Jacksonville-based Vestcor Companies intends to develop 70 townhomes on this property if given the property for free.
Jacksonville-based Vestcor Companies has rapidly become the dominant residential developer in Downtown Jacksonville. Already with 475 multifamily residential units under its belt and another +600 under construction or proposed, the developer now plans to add 70 townhomes in LaVilla to its urban portfolio. The company has set its sights on three blighted city owned blocks bounded by Lee, Adams, Stuart, Houston, Johnson and Forsyth Streets. There, the company would construct townhomes that would be priced at $250,000 in addition to making a $100,000 donation for the improvement of Lift Ev’ry Voice and Sing Park, which is the historic homesite of brothers James Weldon and John Rosamond Johnson. However, to make the project feasible, Vestcor is prepared to ask the Downtown Investment Authority (DIA) to donate all of the vacant city-owned property. If the DIA agrees, Vestcor plans to break ground on the project in this year.
Conceptual site plan for Vestcor Companies’ latest multifamily proposal in LaVilla.
If the DIA approves, it would be a total reverse of the board’s 2017 decision to reject all three bids for retrofitting a poorly maintained vacant city-owned building due to being unsatisfied with offers well below their desired appraisal price. Acquired by the city in 1994 for $34,300 as a part of a plan to raze the entire community, the 4,104-square foot historic black business district building drew offers of $10,000, $9,188 and $3,000 to purchase. While mysteriously appraised at $180,000, due to more than 20 years with no maintenance, the roof and second floor of the building had already collapsed, requiring each developer to spend a fortune on renovation. Not satisfied with the low offers to purchase and return the property back to the tax rolls, the DIA rejected all offers and two years later the property still sits empty and in despair with no hope of redevelopment taking place anytime soon. If given away for free, as Vestcor desires for its latest proposal a few blocks west, 324 Broad Street could have already been back on the tax rolls as a combination of office, retail and dining space, sparking the redevelopment of other properties surrounding it.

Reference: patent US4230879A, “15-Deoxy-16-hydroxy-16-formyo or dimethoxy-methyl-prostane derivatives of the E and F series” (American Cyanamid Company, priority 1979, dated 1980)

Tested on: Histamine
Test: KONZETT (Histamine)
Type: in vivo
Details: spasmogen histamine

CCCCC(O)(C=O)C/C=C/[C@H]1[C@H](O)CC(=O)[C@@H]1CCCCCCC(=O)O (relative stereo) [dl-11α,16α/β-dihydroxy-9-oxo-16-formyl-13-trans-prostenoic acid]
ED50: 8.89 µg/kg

Located four blocks east of Vestcor’s project site, the DIA rejected all redevelopment offers for 324 Broad Street because the offers for purchase were lower than the building’s appraised value.
Arkest LLC, led by Downtown Development Review Board member Rafael Caldera, offered $9,188, with a plan to invest an additional $660,000 to renovate the property.
Caldera, who attended the meeting, said the capital investment only accounts for initial construction costs and would most likely be higher.
“The building is falling apart,” Caldera said when questioned by DIA board member Brenna Durden about his offer.
“The only way this project is going to be viable is to get the property at a low purchase price, because we’re going to have to invest a lot,” Caldera said.
When asked if he plans to revisit the idea with a new proposal, Caldera said he would give his attention to other projects.
“That’s it for me,” he said. “This is going to sit here for another few years, empty, in my opinion.”
The rear of city owned 324 Broad Street